Japan has several different railway lines, usually housed together in one of the larger stations in metropolitan areas like Shinjuku Station in Tokyo, or Umeda Station in Osaka. These, along with smaller stations in more rural locations, are the veins at the heart of Japan.
The Japan Railways Group, simply known as JR, is the standard train line throughout most of the country. There are also regional private lines as well as metro subway lines. It’s important to know which line(s) you’ll need to take in order to reach your destination, especially since transfers are incredibly common in urban areas like Tokyo.
Regardless of what type of train you have to take, the first step is buying a ticket. Stations come equipped with automated ticketing machines, often with an English language setting available. Above the ticketing kiosks are handy railway maps that let you know which station is on what line, and how much it will cost to get there from your current location. Just insert your yen and out pops your ticket!
Tickets are inserted into a small slot on the side of the entrance turnstile. After inserting your ticket, make sure you pick it up on the other side! This is a simple but confusing element for first time visitors, and making sure you take your ticket will save you the headache of having to explain you lost it—and the financial hassle of having to buy a new one. When you exit at your final destination, the ticket will remain inside the turnstile, so don’t worry! The machine didn’t eat it.
IC (integrated circuit) cards, like Suica or Pasmo, are convenient, regional fare cards the size of a credit card that eliminate the hassle of having to buy an individual ticket when traveling, and can be used on all regular commuter trains (JR, private, or subway), as well as most buses. They can be purchased at any automated ticketing machine that also sells commuter passes, and the machines will have the card logo on it. The process is similar to purchasing a ticket, but when prompted for your selection, simply choose the option to purchase an IC card instead. They can also be purchased at manned ticketing offices.
An IC card will cost ¥2,000. This includes ¥1,500 balance for travel, and a ¥500 deposit that can be refunded in the unlikely event that you don’t want to keep it as a souvenir. You can even put your name on it! It can be recharged at any ticketing machine where IC cards can be purchased. As an added bonus, they can be used in some taxis and inner-city buses to complete your journey.
IC Card map
It’s worth noting that different regions have different cards, although they function similarly. In 2013, 10 of the more popular cards joined in an IC alliance—which includes Suica (East Japan), Pasmo (Tokyo), Icoca (West Japan), Kitaca (Hokkaido), Pitapa (Kansai), Toica (Central Japan), Manaca (Nagoya), Sugoca (Kyushu), Nimoca (Fukuoka) and Hayakaken (Fukuoka City)—and they now work interchangably across the nation. For specific details of the full coverage area of each card, please follow the individual links.
Fare adjustment is what it’s called when you’re required to pay additional money for your trip, either by buying a ticket for less than the cost of the entire length of your trip, or by not having a large enough balance on your IC card. While it can be surprising to discover you slipped up, as the turnstile card reader turns red and emits a rather conspicuous noise, it’s incredibly easy to remedy thanks to the fare adjustment machines near the turnstiles before exiting. Insert your ticket or IC card, as well as the amount displayed on the screen, to cover the remaining cost of the trip.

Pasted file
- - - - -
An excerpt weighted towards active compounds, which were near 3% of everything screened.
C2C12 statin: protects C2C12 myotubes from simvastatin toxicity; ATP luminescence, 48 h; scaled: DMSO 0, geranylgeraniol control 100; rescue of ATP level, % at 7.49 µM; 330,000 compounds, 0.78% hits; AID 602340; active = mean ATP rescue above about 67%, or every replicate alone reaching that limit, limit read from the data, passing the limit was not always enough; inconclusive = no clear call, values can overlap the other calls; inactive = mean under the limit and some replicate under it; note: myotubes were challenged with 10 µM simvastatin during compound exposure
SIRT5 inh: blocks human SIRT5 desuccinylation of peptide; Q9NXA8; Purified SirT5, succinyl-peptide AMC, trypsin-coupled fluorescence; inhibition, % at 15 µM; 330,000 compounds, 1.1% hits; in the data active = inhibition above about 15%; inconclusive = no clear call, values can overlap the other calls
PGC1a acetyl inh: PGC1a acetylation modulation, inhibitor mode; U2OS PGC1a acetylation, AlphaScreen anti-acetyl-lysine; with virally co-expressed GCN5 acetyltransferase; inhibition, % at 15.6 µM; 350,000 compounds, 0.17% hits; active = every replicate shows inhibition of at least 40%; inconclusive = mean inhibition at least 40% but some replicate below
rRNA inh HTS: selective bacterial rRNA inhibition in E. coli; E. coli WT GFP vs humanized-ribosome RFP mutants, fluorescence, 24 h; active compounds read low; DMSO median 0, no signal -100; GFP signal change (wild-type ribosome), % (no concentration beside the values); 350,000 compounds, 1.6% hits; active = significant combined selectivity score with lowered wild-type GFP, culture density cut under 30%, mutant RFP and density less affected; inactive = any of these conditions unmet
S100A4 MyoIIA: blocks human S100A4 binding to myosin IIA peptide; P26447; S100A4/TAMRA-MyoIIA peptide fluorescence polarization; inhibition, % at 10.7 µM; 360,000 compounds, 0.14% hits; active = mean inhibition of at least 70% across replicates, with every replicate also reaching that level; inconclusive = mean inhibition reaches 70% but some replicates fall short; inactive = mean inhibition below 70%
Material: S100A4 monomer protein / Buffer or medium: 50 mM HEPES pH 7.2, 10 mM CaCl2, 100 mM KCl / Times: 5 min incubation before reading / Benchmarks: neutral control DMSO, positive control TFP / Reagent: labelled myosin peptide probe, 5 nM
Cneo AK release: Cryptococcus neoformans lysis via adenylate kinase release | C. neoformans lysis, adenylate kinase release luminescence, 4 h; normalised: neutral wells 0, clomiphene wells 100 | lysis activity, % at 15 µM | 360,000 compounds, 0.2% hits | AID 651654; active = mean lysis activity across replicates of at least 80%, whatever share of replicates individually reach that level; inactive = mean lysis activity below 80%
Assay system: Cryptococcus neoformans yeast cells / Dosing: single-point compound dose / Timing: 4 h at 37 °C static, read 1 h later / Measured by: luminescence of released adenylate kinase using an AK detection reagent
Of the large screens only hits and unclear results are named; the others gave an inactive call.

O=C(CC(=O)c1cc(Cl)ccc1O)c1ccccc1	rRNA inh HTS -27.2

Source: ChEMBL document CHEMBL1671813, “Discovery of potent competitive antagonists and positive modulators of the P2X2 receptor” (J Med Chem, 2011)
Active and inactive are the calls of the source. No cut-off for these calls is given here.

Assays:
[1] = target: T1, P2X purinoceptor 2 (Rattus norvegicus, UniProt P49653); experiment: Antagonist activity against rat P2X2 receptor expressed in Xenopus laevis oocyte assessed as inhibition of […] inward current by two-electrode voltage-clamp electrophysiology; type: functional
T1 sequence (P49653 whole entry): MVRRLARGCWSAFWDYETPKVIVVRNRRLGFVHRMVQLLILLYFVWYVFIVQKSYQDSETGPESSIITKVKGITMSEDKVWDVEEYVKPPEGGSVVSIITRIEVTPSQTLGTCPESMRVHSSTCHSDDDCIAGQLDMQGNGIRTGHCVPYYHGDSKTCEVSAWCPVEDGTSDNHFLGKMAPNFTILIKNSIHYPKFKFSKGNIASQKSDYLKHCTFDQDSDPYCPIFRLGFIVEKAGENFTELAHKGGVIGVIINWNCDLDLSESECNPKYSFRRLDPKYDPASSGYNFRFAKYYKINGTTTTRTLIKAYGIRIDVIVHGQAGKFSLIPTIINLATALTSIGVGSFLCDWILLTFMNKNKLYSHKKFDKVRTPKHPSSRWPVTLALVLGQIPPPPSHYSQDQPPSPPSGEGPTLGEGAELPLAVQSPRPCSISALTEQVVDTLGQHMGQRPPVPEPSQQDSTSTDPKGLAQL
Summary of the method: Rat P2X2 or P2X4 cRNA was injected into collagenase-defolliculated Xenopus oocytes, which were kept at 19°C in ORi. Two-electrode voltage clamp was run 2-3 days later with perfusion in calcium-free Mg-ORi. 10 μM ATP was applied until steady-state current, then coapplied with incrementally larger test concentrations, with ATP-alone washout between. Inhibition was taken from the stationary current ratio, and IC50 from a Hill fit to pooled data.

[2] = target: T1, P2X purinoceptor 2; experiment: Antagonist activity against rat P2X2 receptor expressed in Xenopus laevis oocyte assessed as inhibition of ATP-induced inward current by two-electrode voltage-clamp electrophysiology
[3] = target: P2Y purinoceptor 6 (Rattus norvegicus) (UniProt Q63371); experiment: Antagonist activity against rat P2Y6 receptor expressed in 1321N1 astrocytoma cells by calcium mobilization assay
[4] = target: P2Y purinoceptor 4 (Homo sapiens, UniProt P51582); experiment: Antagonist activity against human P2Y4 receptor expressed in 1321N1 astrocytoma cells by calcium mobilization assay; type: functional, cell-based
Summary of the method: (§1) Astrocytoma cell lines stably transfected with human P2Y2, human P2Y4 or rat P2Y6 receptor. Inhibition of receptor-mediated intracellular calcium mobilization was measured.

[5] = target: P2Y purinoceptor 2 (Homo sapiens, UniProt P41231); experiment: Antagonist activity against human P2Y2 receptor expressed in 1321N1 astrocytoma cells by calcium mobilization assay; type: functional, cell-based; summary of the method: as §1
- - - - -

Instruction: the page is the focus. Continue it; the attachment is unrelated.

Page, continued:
JR Commuter and Tokyo Metro passes can be purchased for students or workers that regularly take the same route to and from one station to another—allowing unlimited rides along that route. They can be purchased for one, three or six-month periods, and the cost is dependent on the route as well as the time frame. There's also the option to purchase a more expensive pass that allows unlimited access to all Tokyo Metro lines for as long as the pass is valid.
JR Commuter passes can be purchased at the Green Window of JR offices, and can be charged using ticketing machines after that. Tokyo Metro passes can be purchased at corresponding stations along eligible routes. A list of Tokyo Metro pass offices can be found at the link below.
Mapping Your Route
Frankly, Google Maps is the perfect tool for mapping your route, regardless of other options out there. The browser version works, but the smartphone app is incredibly convenient. Enter your destination and Google Maps will provide you with a robust list of possible routes, with information like departure times, number of stops along the way, any transfers that might be required and the cost of each route. It’s worth noting that the cost of transferring from JR to private rail, or from train to bus usually increases the cost of a trip considerably, so it might be worth it to take a longer route and save yourself some yen.
Just one word of warning: if you're operating in English, it's best to input your final objective by name rather than by address. There are multiple ways to write Japanese addresses in English, and Google Maps has trouble interpreting them properly, with the result that it tends to be off by several blocks if you've got a somewhat obscure destination. If you can input the address in Japanese, you will get 100 percent certainty, of course—and even if you can't read it, copy and paste is a useful tool (the seven-digit postal code can be ignored). But if you can't get the Japanese address, you're best off inputting the name of your destination or the name of the nearest station, as these should come up without any trouble.